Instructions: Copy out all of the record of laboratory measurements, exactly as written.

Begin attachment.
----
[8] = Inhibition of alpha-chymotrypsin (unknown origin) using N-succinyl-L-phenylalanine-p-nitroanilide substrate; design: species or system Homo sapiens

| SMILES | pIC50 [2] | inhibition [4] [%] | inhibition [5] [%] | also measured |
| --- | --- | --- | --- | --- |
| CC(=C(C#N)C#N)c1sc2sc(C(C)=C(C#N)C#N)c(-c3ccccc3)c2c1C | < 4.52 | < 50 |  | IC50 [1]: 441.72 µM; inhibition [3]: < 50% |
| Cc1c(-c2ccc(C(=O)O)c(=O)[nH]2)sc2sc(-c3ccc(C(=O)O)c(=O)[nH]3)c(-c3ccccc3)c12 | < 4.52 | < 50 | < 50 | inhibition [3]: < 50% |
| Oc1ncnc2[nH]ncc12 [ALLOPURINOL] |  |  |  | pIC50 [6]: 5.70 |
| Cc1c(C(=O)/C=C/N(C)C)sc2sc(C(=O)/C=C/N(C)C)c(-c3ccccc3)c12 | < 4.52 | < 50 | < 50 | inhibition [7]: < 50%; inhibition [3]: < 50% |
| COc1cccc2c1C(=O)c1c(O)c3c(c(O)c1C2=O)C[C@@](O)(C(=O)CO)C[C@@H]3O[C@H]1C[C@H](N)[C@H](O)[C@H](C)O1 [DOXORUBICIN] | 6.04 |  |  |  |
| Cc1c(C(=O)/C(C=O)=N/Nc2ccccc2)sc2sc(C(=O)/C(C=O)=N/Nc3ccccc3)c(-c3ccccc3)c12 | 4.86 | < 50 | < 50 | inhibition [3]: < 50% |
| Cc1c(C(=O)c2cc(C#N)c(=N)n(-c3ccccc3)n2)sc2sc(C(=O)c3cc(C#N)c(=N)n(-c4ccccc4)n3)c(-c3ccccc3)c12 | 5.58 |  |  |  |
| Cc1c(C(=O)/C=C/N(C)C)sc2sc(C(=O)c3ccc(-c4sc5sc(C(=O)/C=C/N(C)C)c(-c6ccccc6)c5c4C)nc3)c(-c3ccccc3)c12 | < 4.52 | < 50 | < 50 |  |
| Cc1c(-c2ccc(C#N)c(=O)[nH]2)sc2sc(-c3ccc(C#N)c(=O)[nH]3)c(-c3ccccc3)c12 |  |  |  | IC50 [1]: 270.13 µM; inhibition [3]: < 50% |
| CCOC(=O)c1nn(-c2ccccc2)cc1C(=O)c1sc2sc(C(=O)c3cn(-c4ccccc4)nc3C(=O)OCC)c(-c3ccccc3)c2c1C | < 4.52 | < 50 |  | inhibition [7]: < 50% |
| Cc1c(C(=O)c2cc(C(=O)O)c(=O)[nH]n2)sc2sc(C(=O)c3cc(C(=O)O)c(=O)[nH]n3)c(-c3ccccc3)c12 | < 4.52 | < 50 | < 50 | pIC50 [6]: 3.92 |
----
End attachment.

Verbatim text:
[8] = Inhibition of alpha-chymotrypsin (unknown origin) using N-succinyl-L-phenylalanine-p-nitroanilide substrate; design: species or system Homo sapiens

| SMILES | pIC50 [2] | inhibition [4] [%] | inhibition [5] [%] | also measured |
| --- | --- | --- | --- | --- |
| CC(=C(C#N)C#N)c1sc2sc(C(C)=C(C#N)C#N)c(-c3ccccc3)c2c1C | < 4.52 | < 50 |  | IC50 [1]: 441.72 µM; inhibition [3]: < 50% |
| Cc1c(-c2ccc(C(=O)O)c(=O)[nH]2)sc2sc(-c3ccc(C(=O)O)c(=O)[nH]3)c(-c3ccccc3)c12 | < 4.52 | < 50 | < 50 | inhibition [3]: < 50% |
| Oc1ncnc2[nH]ncc12 [ALLOPURINOL] |  |  |  | pIC50 [6]: 5.70 |
| Cc1c(C(=O)/C=C/N(C)C)sc2sc(C(=O)/C=C/N(C)C)c(-c3ccccc3)c12 | < 4.52 | < 50 | < 50 | inhibition [7]: < 50%; inhibition [3]: < 50% |
| COc1cccc2c1C(=O)c1c(O)c3c(c(O)c1C2=O)C[C@@](O)(C(=O)CO)C[C@@H]3O[C@H]1C[C@H](N)[C@H](O)[C@H](C)O1 [DOXORUBICIN] | 6.04 |  |  |  |
| Cc1c(C(=O)/C(C=O)=N/Nc2ccccc2)sc2sc(C(=O)/C(C=O)=N/Nc3ccccc3)c(-c3ccccc3)c12 | 4.86 | < 50 | < 50 | inhibition [3]: < 50% |
| Cc1c(C(=O)c2cc(C#N)c(=N)n(-c3ccccc3)n2)sc2sc(C(=O)c3cc(C#N)c(=N)n(-c4ccccc4)n3)c(-c3ccccc3)c12 | 5.58 |  |  |  |
| Cc1c(C(=O)/C=C/N(C)C)sc2sc(C(=O)c3ccc(-c4sc5sc(C(=O)/C=C/N(C)C)c(-c6ccccc6)c5c4C)nc3)c(-c3ccccc3)c12 | < 4.52 | < 50 | < 50 |  |
| Cc1c(-c2ccc(C#N)c(=O)[nH]2)sc2sc(-c3ccc(C#N)c(=O)[nH]3)c(-c3ccccc3)c12 |  |  |  | IC50 [1]: 270.13 µM; inhibition [3]: < 50% |
| CCOC(=O)c1nn(-c2ccccc2)cc1C(=O)c1sc2sc(C(=O)c3cn(-c4ccccc4)nc3C(=O)OCC)c(-c3ccccc3)c2c1C | < 4.52 | < 50 |  | inhibition [7]: < 50% |
| Cc1c(C(=O)c2cc(C(=O)O)c(=O)[nH]n2)sc2sc(C(=O)c3cc(C(=O)O)c(=O)[nH]n3)c(-c3ccccc3)c12 | < 4.52 | < 50 | < 50 | pIC50 [6]: 3.92 |